If “NB” is written together with “CPU,” “APU,” or “Processor,” then the option is to configure the VDDNB voltage line from the CPU. For example: “CPU/NB Voltage,” “CPU NB Over Voltage,” “CPU/NB Offset Voltage,” “Processor-NB Voltage,” and “APU-NB Over Voltage.”

If there is only one voltage option using the name “NB,” then it is probably used to configure the VDDNB voltage line.

If there are more voltage options showing up as “NB,” and the motherboard also has a “CPU/NB Voltage” option, these other options are for the chipset and not for the CPU. For a real example, consider a motherboard that has these three options: “CPU/NB Voltage,” “NB Voltage” and “NB 1.8 V Voltage.” The first option refers to the CPU VDDNB line (memory controller, HyperTransport interface, and L3 cache), while the other two refer to the motherboard chipset.

The default voltages vary depending on the CPU. One of the first things a serious overclocker should do before trying to change voltage options is to discover what the default values are for the CPU. This can be found in a document from AMD called “Power and Thermal Data Sheet,” which has a version for each CPU family.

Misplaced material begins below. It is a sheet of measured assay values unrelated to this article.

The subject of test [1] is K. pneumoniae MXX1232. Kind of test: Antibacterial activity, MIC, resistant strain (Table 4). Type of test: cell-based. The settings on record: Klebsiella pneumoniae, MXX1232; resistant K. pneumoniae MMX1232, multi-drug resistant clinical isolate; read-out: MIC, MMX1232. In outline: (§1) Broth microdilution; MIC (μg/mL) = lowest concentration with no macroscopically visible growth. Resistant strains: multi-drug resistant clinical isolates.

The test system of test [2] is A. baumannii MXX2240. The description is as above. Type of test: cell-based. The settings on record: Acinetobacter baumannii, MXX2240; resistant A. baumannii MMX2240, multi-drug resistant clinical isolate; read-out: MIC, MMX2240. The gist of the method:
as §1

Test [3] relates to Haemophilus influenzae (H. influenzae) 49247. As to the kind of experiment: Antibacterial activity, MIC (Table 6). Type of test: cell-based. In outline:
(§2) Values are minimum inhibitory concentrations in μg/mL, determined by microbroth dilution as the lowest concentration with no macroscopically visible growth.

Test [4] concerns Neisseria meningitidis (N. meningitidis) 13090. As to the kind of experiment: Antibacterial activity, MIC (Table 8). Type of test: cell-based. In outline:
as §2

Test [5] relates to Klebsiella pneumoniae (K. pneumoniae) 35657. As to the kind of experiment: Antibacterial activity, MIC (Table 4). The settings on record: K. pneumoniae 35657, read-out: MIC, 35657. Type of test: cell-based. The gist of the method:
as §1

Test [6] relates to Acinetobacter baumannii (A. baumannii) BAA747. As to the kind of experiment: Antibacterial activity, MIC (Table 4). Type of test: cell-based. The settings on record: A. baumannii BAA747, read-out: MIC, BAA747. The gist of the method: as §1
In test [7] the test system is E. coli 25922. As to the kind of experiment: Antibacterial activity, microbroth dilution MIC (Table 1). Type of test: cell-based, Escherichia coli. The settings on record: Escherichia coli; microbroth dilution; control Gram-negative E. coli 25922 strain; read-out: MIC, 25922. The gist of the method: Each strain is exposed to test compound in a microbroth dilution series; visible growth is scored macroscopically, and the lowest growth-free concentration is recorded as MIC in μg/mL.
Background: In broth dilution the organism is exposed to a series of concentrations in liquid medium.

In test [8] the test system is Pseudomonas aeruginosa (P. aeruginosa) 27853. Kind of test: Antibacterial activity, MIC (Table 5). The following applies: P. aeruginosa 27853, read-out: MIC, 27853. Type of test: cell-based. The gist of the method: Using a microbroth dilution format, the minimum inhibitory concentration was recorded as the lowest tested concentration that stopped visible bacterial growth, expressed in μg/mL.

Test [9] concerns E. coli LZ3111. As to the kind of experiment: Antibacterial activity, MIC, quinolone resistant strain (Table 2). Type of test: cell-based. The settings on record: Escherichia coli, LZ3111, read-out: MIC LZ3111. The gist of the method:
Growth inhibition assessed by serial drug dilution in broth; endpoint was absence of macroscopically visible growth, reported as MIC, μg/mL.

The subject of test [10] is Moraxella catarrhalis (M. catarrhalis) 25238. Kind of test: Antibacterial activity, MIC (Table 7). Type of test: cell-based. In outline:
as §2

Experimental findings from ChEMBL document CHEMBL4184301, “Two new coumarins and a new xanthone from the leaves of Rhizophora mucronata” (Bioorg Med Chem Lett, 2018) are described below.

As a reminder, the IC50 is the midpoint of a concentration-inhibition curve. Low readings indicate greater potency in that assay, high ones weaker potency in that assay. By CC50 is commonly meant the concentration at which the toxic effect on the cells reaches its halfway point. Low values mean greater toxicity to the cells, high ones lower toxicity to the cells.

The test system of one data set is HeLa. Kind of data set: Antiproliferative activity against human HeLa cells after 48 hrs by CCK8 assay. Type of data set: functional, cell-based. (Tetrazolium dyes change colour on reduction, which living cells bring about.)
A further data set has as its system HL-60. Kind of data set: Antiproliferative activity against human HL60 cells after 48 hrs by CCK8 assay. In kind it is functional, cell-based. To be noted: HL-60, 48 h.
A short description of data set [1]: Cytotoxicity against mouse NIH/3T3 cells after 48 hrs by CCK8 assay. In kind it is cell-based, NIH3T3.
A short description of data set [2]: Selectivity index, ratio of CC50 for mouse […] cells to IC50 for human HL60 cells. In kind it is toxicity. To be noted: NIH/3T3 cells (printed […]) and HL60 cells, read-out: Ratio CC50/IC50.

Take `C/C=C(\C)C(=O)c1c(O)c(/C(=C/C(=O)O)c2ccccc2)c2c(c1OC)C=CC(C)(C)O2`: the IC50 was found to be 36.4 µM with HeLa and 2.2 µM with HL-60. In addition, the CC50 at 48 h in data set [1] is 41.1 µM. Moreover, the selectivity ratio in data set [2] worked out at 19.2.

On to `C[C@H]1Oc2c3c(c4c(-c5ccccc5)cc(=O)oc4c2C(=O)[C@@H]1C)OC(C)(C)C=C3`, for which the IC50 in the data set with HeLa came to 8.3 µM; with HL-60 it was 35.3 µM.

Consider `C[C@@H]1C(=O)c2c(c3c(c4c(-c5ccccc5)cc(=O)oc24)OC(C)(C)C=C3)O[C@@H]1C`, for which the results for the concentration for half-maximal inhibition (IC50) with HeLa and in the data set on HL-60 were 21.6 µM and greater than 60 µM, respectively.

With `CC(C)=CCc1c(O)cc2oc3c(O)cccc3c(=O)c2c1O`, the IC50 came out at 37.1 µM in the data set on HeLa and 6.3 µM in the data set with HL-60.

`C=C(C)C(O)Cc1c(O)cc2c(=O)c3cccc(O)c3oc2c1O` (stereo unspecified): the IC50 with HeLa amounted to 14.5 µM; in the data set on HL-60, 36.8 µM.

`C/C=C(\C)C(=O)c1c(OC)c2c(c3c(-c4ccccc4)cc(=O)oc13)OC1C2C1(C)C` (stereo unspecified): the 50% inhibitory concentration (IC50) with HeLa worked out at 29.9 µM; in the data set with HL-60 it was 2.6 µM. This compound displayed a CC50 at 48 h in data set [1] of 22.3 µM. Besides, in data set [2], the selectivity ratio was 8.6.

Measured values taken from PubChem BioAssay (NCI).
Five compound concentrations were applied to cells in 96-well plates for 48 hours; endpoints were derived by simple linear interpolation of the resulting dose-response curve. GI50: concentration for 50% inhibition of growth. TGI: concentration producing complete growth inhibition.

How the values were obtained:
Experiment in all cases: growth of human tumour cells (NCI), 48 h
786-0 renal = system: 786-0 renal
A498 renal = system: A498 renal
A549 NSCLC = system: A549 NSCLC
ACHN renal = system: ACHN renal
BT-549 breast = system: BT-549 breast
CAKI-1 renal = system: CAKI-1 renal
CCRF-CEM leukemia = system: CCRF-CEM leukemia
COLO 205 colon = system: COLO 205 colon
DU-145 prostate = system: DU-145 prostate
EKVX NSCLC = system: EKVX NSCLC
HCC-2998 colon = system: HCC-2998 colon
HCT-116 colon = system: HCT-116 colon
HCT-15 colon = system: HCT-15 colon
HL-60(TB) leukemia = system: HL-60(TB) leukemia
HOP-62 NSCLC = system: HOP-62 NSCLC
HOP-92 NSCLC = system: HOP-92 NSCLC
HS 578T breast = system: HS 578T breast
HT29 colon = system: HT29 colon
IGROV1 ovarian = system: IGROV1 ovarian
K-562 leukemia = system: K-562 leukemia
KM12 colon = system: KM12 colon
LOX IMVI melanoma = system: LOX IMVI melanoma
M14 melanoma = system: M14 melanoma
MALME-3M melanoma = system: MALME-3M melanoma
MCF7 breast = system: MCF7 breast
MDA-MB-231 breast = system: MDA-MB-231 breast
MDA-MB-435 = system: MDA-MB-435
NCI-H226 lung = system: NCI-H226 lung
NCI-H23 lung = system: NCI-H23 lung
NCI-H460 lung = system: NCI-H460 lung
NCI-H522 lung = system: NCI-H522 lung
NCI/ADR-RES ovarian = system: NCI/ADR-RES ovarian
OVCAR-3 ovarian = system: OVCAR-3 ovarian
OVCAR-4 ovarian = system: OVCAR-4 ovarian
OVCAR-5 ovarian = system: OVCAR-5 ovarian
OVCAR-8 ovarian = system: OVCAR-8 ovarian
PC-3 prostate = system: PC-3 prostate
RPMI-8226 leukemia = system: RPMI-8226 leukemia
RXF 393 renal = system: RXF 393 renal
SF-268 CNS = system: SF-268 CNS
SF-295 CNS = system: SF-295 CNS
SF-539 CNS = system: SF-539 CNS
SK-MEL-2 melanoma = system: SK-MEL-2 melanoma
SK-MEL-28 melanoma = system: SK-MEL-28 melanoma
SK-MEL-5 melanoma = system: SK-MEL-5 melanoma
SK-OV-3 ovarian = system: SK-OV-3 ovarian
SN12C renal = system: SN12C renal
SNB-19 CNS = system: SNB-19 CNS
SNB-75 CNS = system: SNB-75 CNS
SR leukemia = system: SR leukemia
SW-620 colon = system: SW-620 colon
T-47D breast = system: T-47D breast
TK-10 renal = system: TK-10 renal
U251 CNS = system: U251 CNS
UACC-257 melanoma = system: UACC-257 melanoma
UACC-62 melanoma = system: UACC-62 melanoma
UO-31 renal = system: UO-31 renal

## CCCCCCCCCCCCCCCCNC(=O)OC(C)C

[nextpage title=”AMD Processors – Chipset Options”]

Chipset-related options include all voltages that are not the ones described on the previous page. They include:

  • NB Voltage: If you made sure that the “NB Voltage” option on your motherboard does not relate to th
    e CPU VDDNB voltage (see previous page), then this option refers to the voltage from the North Bridge chip from the chipset.
  • NB 1.8 V Voltage: Chipsets from AMD use two separate voltages: one with 1.2 V (which is configured through the option above and called VDD_CORE) and another with 1.8 V, which is configured through this option, and is usually the voltage used by the chipset clock multiplier circuit (PLL, Phase-Locked Loop).